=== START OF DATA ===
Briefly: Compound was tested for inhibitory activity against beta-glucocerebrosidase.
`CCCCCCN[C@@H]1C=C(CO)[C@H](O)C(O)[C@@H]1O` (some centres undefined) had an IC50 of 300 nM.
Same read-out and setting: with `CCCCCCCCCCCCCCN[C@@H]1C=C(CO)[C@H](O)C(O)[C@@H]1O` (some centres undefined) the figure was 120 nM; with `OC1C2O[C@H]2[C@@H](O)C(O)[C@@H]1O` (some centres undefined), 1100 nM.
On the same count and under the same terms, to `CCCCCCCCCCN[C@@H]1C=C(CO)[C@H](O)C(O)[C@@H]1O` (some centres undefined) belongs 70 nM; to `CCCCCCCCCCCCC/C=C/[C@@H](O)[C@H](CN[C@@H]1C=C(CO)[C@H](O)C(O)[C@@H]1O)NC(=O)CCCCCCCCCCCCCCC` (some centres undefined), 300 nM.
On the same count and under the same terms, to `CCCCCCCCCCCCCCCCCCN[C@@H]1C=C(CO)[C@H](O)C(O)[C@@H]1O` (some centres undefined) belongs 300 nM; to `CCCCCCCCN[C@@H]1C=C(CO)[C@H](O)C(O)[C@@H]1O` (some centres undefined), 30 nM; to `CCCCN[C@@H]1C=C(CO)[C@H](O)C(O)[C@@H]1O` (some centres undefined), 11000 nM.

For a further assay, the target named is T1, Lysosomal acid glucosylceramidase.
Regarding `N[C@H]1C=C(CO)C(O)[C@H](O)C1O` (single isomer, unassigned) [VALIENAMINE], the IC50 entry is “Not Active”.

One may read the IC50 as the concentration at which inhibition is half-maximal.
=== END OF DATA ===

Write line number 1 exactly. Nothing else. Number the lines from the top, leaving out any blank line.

Briefly: Compound was tested for inhibitory activity against beta-glucocerebrosidase.